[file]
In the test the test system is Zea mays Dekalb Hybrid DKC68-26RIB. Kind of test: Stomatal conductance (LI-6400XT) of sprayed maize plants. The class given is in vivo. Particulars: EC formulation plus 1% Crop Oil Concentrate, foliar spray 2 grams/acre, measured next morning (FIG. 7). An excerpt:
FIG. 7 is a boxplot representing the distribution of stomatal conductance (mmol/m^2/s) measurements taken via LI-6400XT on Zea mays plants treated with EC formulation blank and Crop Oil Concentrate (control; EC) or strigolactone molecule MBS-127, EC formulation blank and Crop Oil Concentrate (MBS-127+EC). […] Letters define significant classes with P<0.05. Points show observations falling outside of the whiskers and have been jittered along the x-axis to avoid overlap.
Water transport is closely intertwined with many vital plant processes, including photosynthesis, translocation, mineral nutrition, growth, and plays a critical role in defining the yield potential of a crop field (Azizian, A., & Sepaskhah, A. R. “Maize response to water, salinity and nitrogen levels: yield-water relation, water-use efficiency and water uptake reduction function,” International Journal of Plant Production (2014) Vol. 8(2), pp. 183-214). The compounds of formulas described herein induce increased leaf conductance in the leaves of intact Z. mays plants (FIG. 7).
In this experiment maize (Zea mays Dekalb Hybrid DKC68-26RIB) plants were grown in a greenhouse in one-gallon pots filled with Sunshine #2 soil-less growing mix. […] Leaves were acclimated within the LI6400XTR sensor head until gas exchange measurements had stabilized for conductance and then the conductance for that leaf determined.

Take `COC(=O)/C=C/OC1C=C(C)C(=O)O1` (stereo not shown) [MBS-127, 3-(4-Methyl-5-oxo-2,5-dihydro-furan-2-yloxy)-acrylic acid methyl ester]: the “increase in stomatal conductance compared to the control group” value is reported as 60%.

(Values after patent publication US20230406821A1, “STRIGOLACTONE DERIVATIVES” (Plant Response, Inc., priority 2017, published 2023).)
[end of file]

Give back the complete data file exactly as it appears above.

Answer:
In the test the test system is Zea mays Dekalb Hybrid DKC68-26RIB. Kind of test: Stomatal conductance (LI-6400XT) of sprayed maize plants. The class given is in vivo. Particulars: EC formulation plus 1% Crop Oil Concentrate, foliar spray 2 grams/acre, measured next morning (FIG. 7). An excerpt:
FIG. 7 is a boxplot representing the distribution of stomatal conductance (mmol/m^2/s) measurements taken via LI-6400XT on Zea mays plants treated with EC formulation blank and Crop Oil Concentrate (control; EC) or strigolactone molecule MBS-127, EC formulation blank and Crop Oil Concentrate (MBS-127+EC). […] Letters define significant classes with P<0.05. Points show observations falling outside of the whiskers and have been jittered along the x-axis to avoid overlap.
Water transport is closely intertwined with many vital plant processes, including photosynthesis, translocation, mineral nutrition, growth, and plays a critical role in defining the yield potential of a crop field (Azizian, A., & Sepaskhah, A. R. “Maize response to water, salinity and nitrogen levels: yield-water relation, water-use efficiency and water uptake reduction function,” International Journal of Plant Production (2014) Vol. 8(2), pp. 183-214). The compounds of formulas described herein induce increased leaf conductance in the leaves of intact Z. mays plants (FIG. 7).
In this experiment maize (Zea mays Dekalb Hybrid DKC68-26RIB) plants were grown in a greenhouse in one-gallon pots filled with Sunshine #2 soil-less growing mix. […] Leaves were acclimated within the LI6400XTR sensor head until gas exchange measurements had stabilized for conductance and then the conductance for that leaf determined.

Take `COC(=O)/C=C/OC1C=C(C)C(=O)O1` (stereo not shown) [MBS-127, 3-(4-Methyl-5-oxo-2,5-dihydro-furan-2-yloxy)-acrylic acid methyl ester]: the “increase in stomatal conductance compared to the control group” value is reported as 60%.

(Values after patent publication US20230406821A1, “STRIGOLACTONE DERIVATIVES” (Plant Response, Inc., priority 2017, published 2023).)